The Department of Industry and Science says the common ‘Made in Australia from local and imported ingredients’ label is meaningless.  It wants to scrap a current accounting production test known as the Safe Harbour Defence, which allows a manufacturer to label their food as Australian made if half the “transformation” or processing has taken place in Australia.

Given the production test includes labour and transport it is often difficult to process a food in Australia made from imported ingredients below the 50 per cent “transformation” threshold, meaning the so-called protection is redundant.

“It appears burdensome for business, yet of little relevance for consumers,” the department’s paper says.

Under new labels being considered, a graphic would included for food partially made in Australia as well as text which would clearly explain what is done in Australia and the proportion of Australian ingredients.

There would be no graphic for imported foods but text would be required to state where the food was manufactured and the origin of ingredients.

Why I don’t get invited to dinner and Australia still has an egg problem

Amy went out for dinner last night with some uni colleagues.

boatshed.menu.june.15She checked out the menu beforehand – as you do when living with a food safety type for 10 years – and I was encouraged by the 50C salmon and 65C eggs.

Unfortunately, this was the summer menu and it’s winter here.

And I noticed the aioli on the menu, and asked Amy, ask the server if it’s made with raw eggs.

Of course it was.

When those questions are asked in a restaurant, servers think you want to hear whatever is fashionable.

Ten years ago I was sitting in a B.C. restaurant with Chapman and a provincial health inspector, and ordered fish, and asked, is it farmed or wild?

He assured me it was wild.

I said I wanted farmed because that left a smaller ecological footprint.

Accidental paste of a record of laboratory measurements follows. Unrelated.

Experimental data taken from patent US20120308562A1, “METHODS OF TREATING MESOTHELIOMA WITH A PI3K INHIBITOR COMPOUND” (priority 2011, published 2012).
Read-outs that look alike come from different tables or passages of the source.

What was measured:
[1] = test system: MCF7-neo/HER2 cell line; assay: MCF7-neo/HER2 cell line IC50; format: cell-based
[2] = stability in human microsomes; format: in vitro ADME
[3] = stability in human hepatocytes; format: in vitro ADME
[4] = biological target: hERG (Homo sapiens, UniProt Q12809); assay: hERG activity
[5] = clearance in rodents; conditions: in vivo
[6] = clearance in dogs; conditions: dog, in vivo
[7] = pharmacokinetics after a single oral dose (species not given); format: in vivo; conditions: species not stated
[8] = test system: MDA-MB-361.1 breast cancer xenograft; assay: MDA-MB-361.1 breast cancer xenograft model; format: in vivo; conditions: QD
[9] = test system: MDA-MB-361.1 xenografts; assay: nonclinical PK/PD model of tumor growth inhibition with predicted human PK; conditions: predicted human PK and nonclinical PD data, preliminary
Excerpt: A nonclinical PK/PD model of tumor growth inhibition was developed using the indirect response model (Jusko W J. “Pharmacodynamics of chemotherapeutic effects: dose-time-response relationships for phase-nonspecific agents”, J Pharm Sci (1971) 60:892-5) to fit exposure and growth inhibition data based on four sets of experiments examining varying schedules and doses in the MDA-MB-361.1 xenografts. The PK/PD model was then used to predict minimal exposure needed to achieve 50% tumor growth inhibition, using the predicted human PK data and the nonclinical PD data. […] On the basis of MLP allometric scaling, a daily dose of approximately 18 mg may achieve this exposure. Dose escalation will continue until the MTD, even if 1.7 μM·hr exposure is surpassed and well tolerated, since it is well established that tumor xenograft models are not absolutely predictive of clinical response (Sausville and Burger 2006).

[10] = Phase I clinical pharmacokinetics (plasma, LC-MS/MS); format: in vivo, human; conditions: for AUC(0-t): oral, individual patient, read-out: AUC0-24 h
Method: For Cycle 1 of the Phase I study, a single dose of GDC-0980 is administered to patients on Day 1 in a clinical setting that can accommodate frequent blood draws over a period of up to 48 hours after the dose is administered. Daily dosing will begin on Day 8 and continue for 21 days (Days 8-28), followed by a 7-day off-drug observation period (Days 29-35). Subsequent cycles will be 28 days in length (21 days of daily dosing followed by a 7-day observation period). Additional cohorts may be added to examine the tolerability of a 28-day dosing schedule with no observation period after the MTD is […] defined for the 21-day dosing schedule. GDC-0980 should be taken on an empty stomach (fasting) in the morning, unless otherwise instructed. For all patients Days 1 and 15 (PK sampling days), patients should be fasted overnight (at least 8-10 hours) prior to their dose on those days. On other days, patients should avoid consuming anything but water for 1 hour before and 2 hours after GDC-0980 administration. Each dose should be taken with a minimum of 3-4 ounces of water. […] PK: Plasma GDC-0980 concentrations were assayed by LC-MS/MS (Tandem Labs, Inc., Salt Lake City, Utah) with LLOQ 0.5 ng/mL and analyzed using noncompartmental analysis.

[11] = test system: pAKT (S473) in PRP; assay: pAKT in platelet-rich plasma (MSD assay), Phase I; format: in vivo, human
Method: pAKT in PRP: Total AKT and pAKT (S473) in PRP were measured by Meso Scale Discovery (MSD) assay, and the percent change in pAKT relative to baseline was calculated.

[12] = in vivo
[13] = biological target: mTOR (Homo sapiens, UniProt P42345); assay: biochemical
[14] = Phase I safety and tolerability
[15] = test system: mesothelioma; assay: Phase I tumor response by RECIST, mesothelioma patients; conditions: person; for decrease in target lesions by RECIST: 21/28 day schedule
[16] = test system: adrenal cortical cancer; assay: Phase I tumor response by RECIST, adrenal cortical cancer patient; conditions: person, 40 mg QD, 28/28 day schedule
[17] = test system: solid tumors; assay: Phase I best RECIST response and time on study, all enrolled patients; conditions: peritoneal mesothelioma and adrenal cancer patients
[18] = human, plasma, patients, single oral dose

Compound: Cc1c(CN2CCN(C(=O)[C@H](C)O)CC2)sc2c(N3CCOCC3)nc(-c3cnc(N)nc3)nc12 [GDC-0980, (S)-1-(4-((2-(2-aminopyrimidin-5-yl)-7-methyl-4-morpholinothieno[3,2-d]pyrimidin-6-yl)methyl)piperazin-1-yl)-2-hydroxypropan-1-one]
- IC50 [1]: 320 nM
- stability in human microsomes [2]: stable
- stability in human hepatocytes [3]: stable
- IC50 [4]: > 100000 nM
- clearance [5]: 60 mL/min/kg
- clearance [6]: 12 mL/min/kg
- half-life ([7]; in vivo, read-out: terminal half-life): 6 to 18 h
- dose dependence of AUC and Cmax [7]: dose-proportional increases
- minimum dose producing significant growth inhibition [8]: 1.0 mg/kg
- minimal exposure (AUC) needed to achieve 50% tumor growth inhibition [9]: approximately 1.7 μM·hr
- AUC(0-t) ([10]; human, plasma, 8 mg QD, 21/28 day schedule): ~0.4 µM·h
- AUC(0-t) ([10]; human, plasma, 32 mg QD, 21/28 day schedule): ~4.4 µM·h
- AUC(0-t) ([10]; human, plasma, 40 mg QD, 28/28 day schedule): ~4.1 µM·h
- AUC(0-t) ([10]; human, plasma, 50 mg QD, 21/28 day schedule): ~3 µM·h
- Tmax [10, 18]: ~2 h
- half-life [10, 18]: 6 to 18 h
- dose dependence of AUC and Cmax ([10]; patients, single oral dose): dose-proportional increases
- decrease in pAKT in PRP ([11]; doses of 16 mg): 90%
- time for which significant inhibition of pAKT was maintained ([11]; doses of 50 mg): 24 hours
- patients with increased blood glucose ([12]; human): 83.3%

He said, no one had ever asked for farmed, and eventually admitted that yeah, some of it was farmed.

So how are consumers supposed to know?

They don’t. It’s all faith-based.

I made dinner for Amy before she went out.

She didn’t eat the aioli.

While it’s nice that Dr Paul Armstrong, chairman of the Communicable Diseases Network Australia, acknowledged the other day that, “We have an ongoing problem with salmonella infections linked with chickens, particularly eggs,” it doesn’t help diners who are served raw-egg aioli.

Australia has an egg problem.

Public health: It’s about resources

A shot rang out.

It was about 7:30 p.m. last night. I said to Amy that sounded like a gunshot, she said, nah, I grew up in Montana around guns, that wasn’t a gunshot.

revolver_webley_and_Scott_A_seriesIt was.

Ten minutes later we got an e-mail from the townhouse next door, saying a bullet had ripped through their walls.

We’ve lived beside these bogans for three years, but they’re getting worse.

The street was in lockdown, cops were negotiating with people inside the house, I was told to stay with Sorenne.

Talking to the two police officers this morning following up on the shooting – and this isn’t the U.S., they take such things seriously here – I said isn’t that house a drain on your resources. Don’t you have better things to do?

Yup.

It’s the same with raw milk, anti-vaxxers and whatever else is out there: It’s a huge drain on public resources that could be better spent elsewhere.

Australia: stolen cattle gallstones and upsetting sheep with foul language

Australia can be a weird place.

johnny_depp_71911A collection of cattle gallstones, which are used in Chinese herbal medicine at $20,000 per kilogram, began disappearing over the last six months from a slaughterhouse at Oakey, west of Toowoomba.

The Toowoomba Stock and Rural Crime Investigation Squad this week raided a property at Cranley and a 38-year-old man was charged.

He will appear in the Toowoomba Magistrates Court on June 23.

Acting detective senior sergeant Brendan Murphy said police had to act fast because the small gallstones are easy to dispose of.

South of Queensland in the state of New South Wales, animal activists reported shearers at a NSW property for abuse because they were upsetting the herd with abusive language.

While the case has been dropped, the issue came up at a Senate estimates hearing on Tuesday with Nationals senator John Williams demanding to know if department officials had received any formal complaints – from the sheep themselves.

“Not yet senator,” policy official Fran Freeman said.